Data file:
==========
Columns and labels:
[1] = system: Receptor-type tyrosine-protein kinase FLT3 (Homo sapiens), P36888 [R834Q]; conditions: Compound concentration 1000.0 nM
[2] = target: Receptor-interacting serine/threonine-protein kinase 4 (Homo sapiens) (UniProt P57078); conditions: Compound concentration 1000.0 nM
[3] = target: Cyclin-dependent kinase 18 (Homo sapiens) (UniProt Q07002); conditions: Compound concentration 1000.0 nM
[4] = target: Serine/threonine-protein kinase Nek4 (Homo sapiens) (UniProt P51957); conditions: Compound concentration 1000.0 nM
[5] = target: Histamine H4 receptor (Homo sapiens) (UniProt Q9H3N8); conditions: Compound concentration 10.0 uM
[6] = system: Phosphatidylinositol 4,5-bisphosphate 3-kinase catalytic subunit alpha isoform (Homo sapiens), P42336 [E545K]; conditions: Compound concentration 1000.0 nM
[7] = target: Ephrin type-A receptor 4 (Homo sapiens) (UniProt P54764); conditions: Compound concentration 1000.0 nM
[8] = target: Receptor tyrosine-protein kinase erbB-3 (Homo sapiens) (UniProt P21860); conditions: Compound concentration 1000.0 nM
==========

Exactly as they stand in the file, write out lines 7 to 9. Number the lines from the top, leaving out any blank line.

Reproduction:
[6] = system: Phosphatidylinositol 4,5-bisphosphate 3-kinase catalytic subunit alpha isoform (Homo sapiens), P42336 [E545K]; conditions: Compound concentration 1000.0 nM
[7] = target: Ephrin type-A receptor 4 (Homo sapiens) (UniProt P54764); conditions: Compound concentration 1000.0 nM
[8] = target: Receptor tyrosine-protein kinase erbB-3 (Homo sapiens) (UniProt P21860); conditions: Compound concentration 1000.0 nM